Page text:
Freedom of expression is guaranteed by the Constitution of Montenegro. Article 47 of the Constitution clearly states that everyone is entitled to freedom of expression by speech, written word, painting or other forms. It can only be limited if it infringes right on dignity, reputation or honor of another person, or if it endangers the public moral or security of Montenegro. Although freedom of expression can be limited if it is directed towards someone’s dignity, reputation or honor, a person cannot be charged with libel, as it is not part of the Criminal Law anymore. It used to be Articles 195 and 196 of the Law, under the part Criminal Acts Against Honor and Reputation, but it not recognized by the Law as of 2011.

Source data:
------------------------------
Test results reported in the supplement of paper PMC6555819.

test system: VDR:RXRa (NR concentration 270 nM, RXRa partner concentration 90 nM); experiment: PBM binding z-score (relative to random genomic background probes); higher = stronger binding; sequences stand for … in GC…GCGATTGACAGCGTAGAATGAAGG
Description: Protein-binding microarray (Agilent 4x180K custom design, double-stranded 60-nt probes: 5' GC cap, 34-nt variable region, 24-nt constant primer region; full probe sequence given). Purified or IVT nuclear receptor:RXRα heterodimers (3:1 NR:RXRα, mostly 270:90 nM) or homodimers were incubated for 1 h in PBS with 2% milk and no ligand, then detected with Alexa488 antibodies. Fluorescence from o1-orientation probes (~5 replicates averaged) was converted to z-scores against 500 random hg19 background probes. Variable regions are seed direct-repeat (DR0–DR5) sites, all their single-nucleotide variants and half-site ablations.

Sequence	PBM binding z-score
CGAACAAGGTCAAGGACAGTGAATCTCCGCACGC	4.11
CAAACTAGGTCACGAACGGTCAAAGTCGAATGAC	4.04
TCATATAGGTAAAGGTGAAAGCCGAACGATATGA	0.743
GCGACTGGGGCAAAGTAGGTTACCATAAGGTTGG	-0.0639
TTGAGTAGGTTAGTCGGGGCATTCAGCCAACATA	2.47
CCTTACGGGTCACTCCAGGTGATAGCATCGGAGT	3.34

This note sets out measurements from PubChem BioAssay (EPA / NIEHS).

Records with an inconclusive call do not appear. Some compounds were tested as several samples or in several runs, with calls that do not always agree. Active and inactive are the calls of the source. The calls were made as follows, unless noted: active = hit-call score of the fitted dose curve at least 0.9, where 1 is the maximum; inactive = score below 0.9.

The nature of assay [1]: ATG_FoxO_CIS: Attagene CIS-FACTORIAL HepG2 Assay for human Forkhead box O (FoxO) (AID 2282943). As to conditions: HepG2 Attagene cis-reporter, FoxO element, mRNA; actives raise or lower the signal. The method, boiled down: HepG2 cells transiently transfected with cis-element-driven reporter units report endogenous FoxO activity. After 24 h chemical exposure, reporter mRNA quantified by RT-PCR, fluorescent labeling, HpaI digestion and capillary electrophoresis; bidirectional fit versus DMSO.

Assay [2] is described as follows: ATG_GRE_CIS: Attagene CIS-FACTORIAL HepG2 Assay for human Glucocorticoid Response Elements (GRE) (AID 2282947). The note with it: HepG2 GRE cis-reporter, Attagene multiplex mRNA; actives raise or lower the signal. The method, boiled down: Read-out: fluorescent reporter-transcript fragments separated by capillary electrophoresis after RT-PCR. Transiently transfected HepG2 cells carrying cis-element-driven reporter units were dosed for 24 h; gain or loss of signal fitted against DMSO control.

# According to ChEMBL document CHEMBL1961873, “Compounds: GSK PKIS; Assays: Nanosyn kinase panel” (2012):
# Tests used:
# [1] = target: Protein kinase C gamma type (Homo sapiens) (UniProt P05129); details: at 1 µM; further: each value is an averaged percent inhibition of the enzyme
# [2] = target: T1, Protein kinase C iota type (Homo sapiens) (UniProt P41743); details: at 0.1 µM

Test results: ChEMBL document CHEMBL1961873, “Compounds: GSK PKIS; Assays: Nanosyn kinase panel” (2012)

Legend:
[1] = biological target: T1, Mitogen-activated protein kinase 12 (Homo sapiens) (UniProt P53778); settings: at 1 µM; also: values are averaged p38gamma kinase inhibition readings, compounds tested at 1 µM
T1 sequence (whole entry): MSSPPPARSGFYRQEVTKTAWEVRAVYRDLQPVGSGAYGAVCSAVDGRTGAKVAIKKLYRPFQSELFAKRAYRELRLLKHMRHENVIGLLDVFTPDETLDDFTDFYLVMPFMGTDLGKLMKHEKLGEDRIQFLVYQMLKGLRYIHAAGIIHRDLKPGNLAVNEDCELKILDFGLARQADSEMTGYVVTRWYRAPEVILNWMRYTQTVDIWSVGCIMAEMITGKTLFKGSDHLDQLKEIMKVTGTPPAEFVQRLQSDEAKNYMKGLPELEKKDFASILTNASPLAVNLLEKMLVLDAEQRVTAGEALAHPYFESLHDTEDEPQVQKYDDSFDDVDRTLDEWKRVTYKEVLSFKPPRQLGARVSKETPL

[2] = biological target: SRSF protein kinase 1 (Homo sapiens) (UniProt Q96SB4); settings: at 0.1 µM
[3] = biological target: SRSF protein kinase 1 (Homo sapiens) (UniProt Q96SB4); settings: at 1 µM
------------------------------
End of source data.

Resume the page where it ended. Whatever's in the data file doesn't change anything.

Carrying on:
12.5% of surveyed organizations reported pressures for critical speech, and the same number reported pressures for engaging in activities targeting state policies. In addition, participants of informal groups reported that there were many pressures in regard with critical speech, whether on social media or during protests as the police created misdemeanor charges and they brought policemen to falsely testify.
Throughout 2019, there were several cases of individuals who were detained and/or sanctioned for posting hate speech on social media. These individuals mostly criticized authorities or high official. In addition, several journalists were arrested for publishing fake news which were focused on state policies. This fake news was labeled as “causing panic”. Journalists were later released, however some of them resigned from their positions as editors.
On the other hand, throughout the last several years many smear campaigns were directed towards CSO representatives. This practice continued in 2019 whereas several articles were issued in daily newspaper or portals against some CSO activists. Although these newspapers were usually connected with the ruling party (DPS), last year articles were published on the portal connected with the opposition party Democratic Front (DF).